Trump’s Economy Is Decelerating
The U.S. Bureau of Labor announced that the economy added 164,000 jobs in July, which matched expectations of 165,000. However, there were downward revisions to May’s weak result (72,000 to 62,000) and June’s strong outcome (224,000 to 193,000) which means July’s total should be viewed as 123,000 jobs being added and not 164,000.
Having job growth slow isn’t a huge surprise since the economy has now been growing for 10 years; the longest streak post World War II. However, President Trump’s statements that this is the best economy ever don’t hold up when looking at the numbers.
Job growth is slowing
To help smooth out any one months result it is worthwhile to look at 3, 6 and 12-month trailing numbers. You can see the slowdown in the number of jobs being added when you look at these averages.
- 12 months per month average of 187,000 equals 2.25 million per year (and the third month in a row it has been under 200,000 per month)
- 6 months per month average of 141,000 equals 1.69 million per year (and had been running at 172,000 per month last month)
- 3 months per month average of 140,000 equals 1.68 million per year (and had been running at 171,000 per month last month)
Another signal that the tax cut created a sugar rush in the economy
As the economy exited the Great Recession there was a steady stream of job creation starting in 2011 with 173,000 being added per month. It peaked in 2014 with an average of 251,000 per month and saw a decline until 2018 when 223,000 per month were generated. As the one-month averages show below the falloff this year to 165,000 is an indication that last year’s tax cut was just a sugar rush to the economy.
2011: 173,000 per month added
June’s GDP report shows the economy growing in the mid-2% area
The Bureau of Economic Analysis or BEA reported that the economy grew at a 2.1% rate in the June quarter, falling from 3.1% in the March quarter. The report also shows that the economy’s year-over-year growth rate peaked a year ago at 3.2%, right in the middle of the tax cuts impact.
For the June quarter inventory changes and trade had negative impacts to the reported GDP result but were partially offset by a large positive impact from government spending. GDP growth was 2.7% with these adjustments.
Reported GDP growth: 2.1%% (2.05% when not rounded)
NEGATIVE impact from Inventories: (0.86)%
POSITIVE impact from Government spending: 0.85%
NEGATIVE impact from Trade: (0.65)%
Adjusted GDP: 2.71% or 2.7%
However March quarter’s adjusted GDP remained a weak 1.3%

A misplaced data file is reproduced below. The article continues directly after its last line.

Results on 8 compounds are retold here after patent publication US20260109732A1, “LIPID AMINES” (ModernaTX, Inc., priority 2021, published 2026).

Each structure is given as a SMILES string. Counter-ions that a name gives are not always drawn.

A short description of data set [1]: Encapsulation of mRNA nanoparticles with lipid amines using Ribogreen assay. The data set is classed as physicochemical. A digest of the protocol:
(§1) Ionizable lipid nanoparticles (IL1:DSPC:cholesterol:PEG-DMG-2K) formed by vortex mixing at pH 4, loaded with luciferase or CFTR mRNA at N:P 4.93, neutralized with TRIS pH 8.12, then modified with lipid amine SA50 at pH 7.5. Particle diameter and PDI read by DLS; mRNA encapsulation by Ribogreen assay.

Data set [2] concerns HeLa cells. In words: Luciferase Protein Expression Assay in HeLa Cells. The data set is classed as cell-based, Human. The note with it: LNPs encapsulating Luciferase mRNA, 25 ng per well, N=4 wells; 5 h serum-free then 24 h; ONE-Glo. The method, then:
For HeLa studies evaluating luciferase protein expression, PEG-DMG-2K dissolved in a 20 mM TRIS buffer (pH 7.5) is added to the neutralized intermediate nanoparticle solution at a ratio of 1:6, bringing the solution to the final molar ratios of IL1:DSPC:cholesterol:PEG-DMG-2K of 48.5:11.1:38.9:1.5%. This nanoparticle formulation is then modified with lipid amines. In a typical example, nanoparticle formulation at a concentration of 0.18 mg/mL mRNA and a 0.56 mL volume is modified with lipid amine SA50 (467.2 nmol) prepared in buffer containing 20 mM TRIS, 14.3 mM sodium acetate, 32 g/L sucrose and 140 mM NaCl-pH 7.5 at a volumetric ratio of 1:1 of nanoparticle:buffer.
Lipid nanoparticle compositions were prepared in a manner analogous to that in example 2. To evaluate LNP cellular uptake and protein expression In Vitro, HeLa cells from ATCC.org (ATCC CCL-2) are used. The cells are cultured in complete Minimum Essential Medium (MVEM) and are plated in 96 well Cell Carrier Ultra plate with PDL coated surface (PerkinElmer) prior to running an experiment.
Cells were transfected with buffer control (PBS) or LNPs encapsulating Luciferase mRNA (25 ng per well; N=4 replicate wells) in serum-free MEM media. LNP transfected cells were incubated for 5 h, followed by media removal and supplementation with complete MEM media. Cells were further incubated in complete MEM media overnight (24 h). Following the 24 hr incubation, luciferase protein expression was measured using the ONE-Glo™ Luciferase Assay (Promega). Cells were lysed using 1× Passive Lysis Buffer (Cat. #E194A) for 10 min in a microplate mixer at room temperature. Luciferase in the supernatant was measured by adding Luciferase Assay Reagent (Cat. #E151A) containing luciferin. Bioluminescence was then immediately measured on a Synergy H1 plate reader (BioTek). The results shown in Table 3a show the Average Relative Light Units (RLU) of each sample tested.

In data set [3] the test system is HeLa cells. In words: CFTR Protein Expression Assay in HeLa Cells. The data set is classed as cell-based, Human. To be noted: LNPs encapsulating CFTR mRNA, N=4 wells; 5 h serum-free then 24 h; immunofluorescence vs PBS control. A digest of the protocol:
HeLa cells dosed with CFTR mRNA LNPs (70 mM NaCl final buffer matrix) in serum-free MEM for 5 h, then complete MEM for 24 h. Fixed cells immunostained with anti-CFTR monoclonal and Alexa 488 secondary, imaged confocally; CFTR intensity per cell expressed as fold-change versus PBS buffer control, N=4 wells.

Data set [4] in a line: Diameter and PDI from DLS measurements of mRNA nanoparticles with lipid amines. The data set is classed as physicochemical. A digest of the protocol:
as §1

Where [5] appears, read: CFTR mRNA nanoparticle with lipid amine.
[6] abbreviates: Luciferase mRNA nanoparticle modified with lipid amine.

The BEA updated previous quarter’s results and the March 2019 quarter remained especially weak. Personal consumption increased by 16 basis points but this was more than offset by trade’s impact increasing by a negative 21 basis points. Overall the adjusted growth rate only moved from 1.2% to 1.3%.
Reported GDP growth: 3.1% (3.10% when not rounded)
POSITIVE impact from Trade: 0.73%
POSITIVE impact from Inventories: 0.53%
POSITIVE impact from Government spending: 0.50%
Adjusted GDP: 1.34% or 1.3%
Yearly GDP growth has fallen since mid-2018
Taking a look at how the economy is performing from the prior year’s quarter gives a better read on the economy as using this statistic smooth’s out the volatility of any one quarter’s result.
When looking at the year-over-year comparisons, in last year’s June quarter GDP growth was 3.2% and has fallen to 2.3%. Since Trump has been in office the year-to-year comparisons have ranged from 2.1% to 3.2%, and have only been above 3% for the June and September 2018 quarters (3.2% and 3.1%, respectively) when the tax cuts were probably having their largest impact.
Over 30 months Obama added almost 1 million more jobs than Trump
Trump entered office on January 20, 2017, and starting with February 2017 he has been President for 30 months. Total job growth during that time has been 5.736 million or 191,000 per month with those results being helped by the tax cut.
Working back from January 2017, Obama’s last month in office, there had been 6.611 million jobs added or 220,000 per month. The difference for the 30 months is 875,000 more jobs or almost 30,000 more per month than Trump.
Note that back in January this year the total difference was only 194,000, which means over the past six months it has increased by 681,000. And looking at the next five months with Obama’s job numbers of 221,000 to 327,000 per month, the gap should only increase and cross 1 million.